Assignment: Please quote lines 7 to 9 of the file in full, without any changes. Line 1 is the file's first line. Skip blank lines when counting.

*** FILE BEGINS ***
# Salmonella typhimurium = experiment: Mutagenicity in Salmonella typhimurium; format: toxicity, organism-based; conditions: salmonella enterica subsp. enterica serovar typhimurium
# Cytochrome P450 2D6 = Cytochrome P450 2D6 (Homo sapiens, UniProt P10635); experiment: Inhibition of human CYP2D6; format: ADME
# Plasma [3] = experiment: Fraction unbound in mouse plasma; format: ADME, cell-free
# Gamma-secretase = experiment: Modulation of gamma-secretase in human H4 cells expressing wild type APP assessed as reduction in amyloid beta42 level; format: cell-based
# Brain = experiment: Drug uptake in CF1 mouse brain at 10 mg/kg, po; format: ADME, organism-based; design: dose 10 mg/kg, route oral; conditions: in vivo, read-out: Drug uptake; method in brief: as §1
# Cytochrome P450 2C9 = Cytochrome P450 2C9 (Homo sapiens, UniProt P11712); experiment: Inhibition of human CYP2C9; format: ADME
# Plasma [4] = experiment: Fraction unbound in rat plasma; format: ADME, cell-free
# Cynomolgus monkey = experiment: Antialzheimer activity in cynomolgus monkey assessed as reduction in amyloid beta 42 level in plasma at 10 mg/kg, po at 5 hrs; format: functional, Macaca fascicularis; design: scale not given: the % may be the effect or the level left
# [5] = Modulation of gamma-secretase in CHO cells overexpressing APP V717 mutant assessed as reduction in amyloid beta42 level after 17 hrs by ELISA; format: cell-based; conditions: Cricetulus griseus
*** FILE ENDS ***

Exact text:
# Plasma [4] = experiment: Fraction unbound in rat plasma; format: ADME, cell-free
# Cynomolgus monkey = experiment: Antialzheimer activity in cynomolgus monkey assessed as reduction in amyloid beta 42 level in plasma at 10 mg/kg, po at 5 hrs; format: functional, Macaca fascicularis; design: scale not given: the % may be the effect or the level left
# [5] = Modulation of gamma-secretase in CHO cells overexpressing APP V717 mutant assessed as reduction in amyloid beta42 level after 17 hrs by ELISA; format: cell-based; conditions: Cricetulus griseus